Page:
Dear Dr. Oz: We Don’t Spray Feathers

Not long ago, in front of a Senate panel, Dr. Oz (the most trusted doctor in America) was told by Senator Claire McCaskill “I don’t get why you need to say this stuff because you know its not true.” Senator McCaskill was referring to the many “miracle” weight loss supplements that Dr. Oz promotes on his show, but she could easily have been referring to any number of other topics that the TV doctor has addressed. In particular, Dr. Oz has been a regular critic of crop biotechnology, or GMOs, and has featured a who’s who cast of anti-GMO activists.

Dr. Oz recently aired another segment related to GMOs, part of which focused on the new Enlist Duo corn & soybean herbicide. Steve Savage has already deconstructed quite a few of the misleading statements Dr. Oz presents in the segment. But I wanted to quickly address a second segment on the show, where Dr. Oz blows feathers all over the stage (clearly using a large fan off-camera to his right) to try and scare the bejeezus out of you to illustrate pesticide drift.

Dr. Oz blowing feathers all over the stage.
Dr. Oz blowing feathers all over the stage.


Although this is a powerful visual demonstration, it grossly misrepresents the actual amount of off-target pesticide movement that we would expect when crop fields are sprayed. And we know this because there is a large (and continually growing) body of research on this very topic. Active public and private research programs around the world have been investigating ways to reduce pesticide drift for well over 40 years. I can assure Dr. Oz that pesticide applications are quite a bit more precise than dumping feathers on a stage behind a fan.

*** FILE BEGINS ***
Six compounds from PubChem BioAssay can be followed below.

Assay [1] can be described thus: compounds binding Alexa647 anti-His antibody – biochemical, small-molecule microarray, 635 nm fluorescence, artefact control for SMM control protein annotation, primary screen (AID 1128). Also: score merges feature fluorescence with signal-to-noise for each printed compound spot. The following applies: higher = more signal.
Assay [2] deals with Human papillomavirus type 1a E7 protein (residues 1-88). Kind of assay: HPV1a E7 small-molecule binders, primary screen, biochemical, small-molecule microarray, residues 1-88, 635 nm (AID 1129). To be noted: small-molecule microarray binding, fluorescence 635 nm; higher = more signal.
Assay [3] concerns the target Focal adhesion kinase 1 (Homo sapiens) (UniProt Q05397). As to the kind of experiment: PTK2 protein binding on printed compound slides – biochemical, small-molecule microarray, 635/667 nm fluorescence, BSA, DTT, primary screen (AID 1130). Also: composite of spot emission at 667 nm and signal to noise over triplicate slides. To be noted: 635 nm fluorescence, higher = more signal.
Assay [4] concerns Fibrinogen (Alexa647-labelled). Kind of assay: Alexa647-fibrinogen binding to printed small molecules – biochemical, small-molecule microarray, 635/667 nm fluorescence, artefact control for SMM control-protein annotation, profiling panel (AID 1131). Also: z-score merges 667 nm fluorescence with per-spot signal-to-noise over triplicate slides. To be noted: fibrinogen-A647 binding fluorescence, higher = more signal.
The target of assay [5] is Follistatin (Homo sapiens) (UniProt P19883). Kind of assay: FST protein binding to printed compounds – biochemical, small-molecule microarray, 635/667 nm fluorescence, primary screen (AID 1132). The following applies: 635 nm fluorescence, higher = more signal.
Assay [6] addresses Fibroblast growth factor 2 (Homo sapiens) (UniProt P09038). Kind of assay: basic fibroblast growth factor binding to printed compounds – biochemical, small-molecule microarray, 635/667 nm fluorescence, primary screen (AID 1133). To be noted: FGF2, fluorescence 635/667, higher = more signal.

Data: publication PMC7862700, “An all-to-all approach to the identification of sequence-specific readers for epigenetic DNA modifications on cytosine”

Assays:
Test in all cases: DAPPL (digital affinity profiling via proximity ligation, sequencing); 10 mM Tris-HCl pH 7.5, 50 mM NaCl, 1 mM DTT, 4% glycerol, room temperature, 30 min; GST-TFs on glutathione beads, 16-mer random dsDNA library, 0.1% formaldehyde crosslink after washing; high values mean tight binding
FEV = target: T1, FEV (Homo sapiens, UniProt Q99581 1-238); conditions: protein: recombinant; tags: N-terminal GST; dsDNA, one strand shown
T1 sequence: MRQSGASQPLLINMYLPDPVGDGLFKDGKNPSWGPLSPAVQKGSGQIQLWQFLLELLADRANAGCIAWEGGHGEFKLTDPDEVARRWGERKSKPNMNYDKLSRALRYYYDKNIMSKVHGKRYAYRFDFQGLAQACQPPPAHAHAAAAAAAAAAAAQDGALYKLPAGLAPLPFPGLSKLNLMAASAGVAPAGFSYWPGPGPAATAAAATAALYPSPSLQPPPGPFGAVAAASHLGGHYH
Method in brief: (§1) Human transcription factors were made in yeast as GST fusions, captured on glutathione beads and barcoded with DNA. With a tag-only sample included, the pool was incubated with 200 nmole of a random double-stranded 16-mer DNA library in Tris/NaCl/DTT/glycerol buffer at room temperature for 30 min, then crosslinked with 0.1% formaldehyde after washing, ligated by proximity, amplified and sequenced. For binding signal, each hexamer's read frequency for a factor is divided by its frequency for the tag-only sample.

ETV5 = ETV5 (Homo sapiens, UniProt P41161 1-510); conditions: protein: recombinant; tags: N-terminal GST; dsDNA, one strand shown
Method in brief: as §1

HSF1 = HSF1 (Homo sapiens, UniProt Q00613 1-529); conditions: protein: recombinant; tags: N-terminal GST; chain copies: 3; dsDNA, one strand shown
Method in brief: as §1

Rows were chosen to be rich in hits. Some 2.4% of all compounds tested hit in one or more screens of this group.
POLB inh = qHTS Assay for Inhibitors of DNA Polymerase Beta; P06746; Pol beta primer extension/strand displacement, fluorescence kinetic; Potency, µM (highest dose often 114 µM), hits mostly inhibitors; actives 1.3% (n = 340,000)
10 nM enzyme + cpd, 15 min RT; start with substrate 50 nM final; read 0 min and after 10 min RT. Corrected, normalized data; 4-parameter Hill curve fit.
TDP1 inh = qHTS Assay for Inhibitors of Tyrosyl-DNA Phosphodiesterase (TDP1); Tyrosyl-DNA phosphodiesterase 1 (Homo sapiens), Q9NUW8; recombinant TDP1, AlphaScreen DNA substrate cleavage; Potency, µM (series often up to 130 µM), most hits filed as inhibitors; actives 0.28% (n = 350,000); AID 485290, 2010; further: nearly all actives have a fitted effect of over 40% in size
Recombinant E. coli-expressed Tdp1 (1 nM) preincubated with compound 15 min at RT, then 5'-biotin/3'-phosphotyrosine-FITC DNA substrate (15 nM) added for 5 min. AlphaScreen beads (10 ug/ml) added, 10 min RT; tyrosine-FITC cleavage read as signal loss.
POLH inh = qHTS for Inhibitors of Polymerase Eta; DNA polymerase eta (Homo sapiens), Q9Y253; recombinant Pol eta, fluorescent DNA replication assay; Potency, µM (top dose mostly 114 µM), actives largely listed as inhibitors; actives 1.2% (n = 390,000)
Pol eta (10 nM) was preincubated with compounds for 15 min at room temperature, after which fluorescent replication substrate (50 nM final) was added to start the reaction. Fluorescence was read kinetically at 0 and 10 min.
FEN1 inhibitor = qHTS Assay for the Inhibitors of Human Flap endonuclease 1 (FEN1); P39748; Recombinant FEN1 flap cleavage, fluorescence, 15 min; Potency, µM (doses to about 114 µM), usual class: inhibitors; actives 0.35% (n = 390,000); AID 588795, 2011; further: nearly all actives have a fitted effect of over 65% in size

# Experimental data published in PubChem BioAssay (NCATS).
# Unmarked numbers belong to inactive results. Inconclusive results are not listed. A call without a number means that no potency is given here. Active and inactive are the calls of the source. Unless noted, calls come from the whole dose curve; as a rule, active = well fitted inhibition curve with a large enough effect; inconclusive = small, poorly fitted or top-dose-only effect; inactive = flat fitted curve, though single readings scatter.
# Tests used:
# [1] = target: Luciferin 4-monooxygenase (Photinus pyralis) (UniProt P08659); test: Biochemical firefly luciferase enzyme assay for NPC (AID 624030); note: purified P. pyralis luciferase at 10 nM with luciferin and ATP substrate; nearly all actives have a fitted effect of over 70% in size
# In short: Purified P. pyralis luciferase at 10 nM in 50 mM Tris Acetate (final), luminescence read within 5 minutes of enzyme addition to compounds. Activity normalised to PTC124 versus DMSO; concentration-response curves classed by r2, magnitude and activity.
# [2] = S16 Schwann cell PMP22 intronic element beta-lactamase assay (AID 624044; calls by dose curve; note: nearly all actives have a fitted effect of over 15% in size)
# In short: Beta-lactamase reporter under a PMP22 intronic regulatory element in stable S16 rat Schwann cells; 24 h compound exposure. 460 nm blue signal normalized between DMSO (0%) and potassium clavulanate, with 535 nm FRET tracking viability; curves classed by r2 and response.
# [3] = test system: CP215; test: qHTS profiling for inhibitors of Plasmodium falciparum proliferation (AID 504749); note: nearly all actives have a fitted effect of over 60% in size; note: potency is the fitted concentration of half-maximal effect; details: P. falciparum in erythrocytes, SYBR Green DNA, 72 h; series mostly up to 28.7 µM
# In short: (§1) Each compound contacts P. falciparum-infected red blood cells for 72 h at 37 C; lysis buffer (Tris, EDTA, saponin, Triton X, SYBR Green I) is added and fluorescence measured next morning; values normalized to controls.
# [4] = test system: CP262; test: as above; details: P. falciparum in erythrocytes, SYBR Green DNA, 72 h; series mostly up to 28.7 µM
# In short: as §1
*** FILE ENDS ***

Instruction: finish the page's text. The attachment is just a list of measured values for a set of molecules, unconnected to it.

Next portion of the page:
I recently addressed one aspect of off-target pesticide movement in response to an EWG report. In a nutshell I concluded that:

“…even if [a] 20 kg child ran around in the sprayed field continuously for 24 straight hours, they would only be exposed to a maximum of 0.0097 mg/day, 14 times less than what would be considered safe using EWG’s proposed standard. So even if we assume very high estimates of air concentration, assume very high breathing rates of children, assume a very small child, assume unrealistically high exposure time, and assume an unrealistically close proximity between the child and the treated area, there is nothing to indicate the children would be exposed to unsafe concentrations of the herbicide. If we use more realistic values for each step (proximity, concentrations, breathing rates), the chronic exposure would be almost negligible.”

There are two primary ways that pesticides can drift off-target; the pesticide spray droplets can be blown off-site during the spray application (particle drift), or the pesticide can volatilize after application (vapor drift). In my previous post, I only focused on vapor drift:

“I’ve only addressed concentrations due to volatility; I did not include the potential impact of particle drift. Certainly, there is potential for increased drift of the herbicide on the day of herbicide application, if wind is blowing from the field toward the school, and the applicator is not taking appropriate steps to minimize drift potential. But, realistically, this would occur a maximum of 3 times per year (on the day when applications are actually being made).”